I chose leather processing because it requires my mind more than my body, says Tarekegn, an Ethiopian TVET College student living with a disability
Tarekegn Zaza never had a job and a jobless life was never easy for 20-year-old man. From the remote district Damot Fulasa in Wolaita Zone of Southern Ethiopia, Tarekegn didn’t have the opportunity to attend university; soon he was struggling to find a way to make a living. So when Tarekegn heard about a new training opportunity for small joint businesses, he decided to try it.
Tarekegn joined a short-term leather processing class at TVET College in Sodo supported by People in Need and Czech Development Agency. “If you are a person with a disability here, you are considered incapable of doing anything at all. It was demotivating even to try to survive with that stigma,” says Tarekegn, who has had problems with his legs since he contracted polio as an infant.
“I chose leather processing because it requires my mind more than my body,” Tarekegn explains. Tarekegn and his classmates have learned to produce bags, belts, and wallets. Next, they want to learn how to make shoes, an advanced leatherworking skill. The class plans to start a small joint business together; they have already saved 45,000 Ethiopian birr.
Better skills thanks to better system
The college in Wolayta Sodo town, in southern Ethiopia, previously lacked proper machinery to teach leather production. “Now the school is equipped with certain machines that can help students learn the skills of making leather-made goods,” vice Dean Enku Abebe describes the support from People in Need and Czech Development Agency.
Students can choose three months or one-year course and part of it consists entrepreneurship training. Many students start business soon after they complete training, some in joint business ventures.
Since the project implemented by People In Need and funded by the Czech development Agency started supporting the college, and opened the leatherworking department, more students are trained and already starting small and medium businesses. “Everyone is welcome if they want to advance their skills or work on our machineries. Our door is always open,” says Enku Abebe.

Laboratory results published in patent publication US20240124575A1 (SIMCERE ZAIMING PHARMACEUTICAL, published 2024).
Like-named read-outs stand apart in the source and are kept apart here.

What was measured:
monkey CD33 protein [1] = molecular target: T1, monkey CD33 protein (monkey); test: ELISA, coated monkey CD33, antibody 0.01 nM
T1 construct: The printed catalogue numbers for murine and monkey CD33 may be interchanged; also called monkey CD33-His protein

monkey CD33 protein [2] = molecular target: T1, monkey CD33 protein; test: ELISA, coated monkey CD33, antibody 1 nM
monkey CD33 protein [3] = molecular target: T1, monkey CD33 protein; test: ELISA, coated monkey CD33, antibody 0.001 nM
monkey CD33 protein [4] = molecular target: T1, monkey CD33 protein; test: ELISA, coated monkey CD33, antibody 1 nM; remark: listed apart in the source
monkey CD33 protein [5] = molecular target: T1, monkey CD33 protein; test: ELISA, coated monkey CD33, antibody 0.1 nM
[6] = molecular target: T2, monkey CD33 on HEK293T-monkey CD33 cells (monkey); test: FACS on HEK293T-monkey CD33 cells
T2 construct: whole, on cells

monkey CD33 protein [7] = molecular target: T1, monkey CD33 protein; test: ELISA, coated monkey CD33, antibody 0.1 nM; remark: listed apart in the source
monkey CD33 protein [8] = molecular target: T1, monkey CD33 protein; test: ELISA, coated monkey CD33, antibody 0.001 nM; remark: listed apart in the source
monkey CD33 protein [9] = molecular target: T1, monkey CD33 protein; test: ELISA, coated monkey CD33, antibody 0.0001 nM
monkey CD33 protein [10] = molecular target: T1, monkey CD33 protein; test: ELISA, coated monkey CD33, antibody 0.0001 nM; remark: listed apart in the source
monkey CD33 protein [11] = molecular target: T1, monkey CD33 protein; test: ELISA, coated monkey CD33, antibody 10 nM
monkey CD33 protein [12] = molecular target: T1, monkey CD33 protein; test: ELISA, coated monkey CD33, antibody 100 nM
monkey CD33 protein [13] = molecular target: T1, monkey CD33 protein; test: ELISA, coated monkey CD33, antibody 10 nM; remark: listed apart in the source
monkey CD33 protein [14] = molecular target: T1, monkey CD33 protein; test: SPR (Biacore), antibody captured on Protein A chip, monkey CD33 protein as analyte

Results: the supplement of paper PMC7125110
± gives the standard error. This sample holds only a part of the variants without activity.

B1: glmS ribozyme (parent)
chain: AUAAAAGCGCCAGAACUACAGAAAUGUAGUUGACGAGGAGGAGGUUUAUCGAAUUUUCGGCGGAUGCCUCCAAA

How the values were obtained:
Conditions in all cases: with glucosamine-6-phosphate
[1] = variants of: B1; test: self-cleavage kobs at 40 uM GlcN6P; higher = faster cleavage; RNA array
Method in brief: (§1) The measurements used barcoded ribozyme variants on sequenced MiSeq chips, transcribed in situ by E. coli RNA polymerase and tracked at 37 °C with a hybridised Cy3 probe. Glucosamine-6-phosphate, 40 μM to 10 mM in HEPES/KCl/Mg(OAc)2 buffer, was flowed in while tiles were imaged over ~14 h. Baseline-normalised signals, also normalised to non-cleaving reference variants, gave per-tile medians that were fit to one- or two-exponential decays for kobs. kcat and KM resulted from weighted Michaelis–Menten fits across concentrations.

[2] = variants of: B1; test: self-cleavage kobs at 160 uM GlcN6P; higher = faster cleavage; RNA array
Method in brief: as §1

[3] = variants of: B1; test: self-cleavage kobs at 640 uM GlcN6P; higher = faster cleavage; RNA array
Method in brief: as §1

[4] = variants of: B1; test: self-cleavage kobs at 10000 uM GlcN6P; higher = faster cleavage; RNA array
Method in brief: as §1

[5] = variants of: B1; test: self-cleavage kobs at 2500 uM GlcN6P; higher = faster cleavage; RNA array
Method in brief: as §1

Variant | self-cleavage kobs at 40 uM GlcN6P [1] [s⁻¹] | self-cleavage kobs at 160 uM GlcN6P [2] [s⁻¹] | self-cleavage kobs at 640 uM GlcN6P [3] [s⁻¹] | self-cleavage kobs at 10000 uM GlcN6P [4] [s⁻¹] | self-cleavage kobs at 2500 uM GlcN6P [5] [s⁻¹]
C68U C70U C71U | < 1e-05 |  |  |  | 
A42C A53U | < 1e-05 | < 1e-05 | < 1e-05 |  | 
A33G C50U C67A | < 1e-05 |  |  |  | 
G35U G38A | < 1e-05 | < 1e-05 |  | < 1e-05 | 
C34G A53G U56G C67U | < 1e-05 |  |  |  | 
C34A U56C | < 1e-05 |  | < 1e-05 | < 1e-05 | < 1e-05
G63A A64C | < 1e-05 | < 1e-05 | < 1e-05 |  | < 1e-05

PIN and the Czech development agency supported the college in Wolayta Sodo, as well as another college in the town of Dilla, equipping them with needed machinery, providing trainings to new teachers and making the colleges accessible for people with disabilities.
Through this support, 258 students completed training including women (48%) and people with disabilities (7%).
Business “incubators” for graduated students
Not far from the college, we pass a number of small shops with leather goods like bags and shoes hanging in their windows. Abera Zewde welcomes us in to one. Despite earning a college certificate in electrical engineering 30-year-old Abera was unemployed before he took the opportunity to train at Wolayata Sodo Town College and started his leather-making business.
Abera introduces a young woman in the shop as a current trainee from the college. During her practical training here, the teachers will follow up and evaluate her skills.
After Abera designs the pieces, one of his former classmates cuts the leather. Another colleague will stitch the piece, and in the final stage it will be retouched and polished in preparation for sale. “Our designs are really original,” Abera says proudly, pointing out how his shop stands out in the neighborhood.
Two months after opening, they’re getting few customers. Abera is confident in his marketing abilities, but wants to undertake more advanced training to improve the business side of things. For now, Abera and his team are working hard to compete on the market, but he’s dreaming big. The team plans to keep enlarging their business and their share of the market.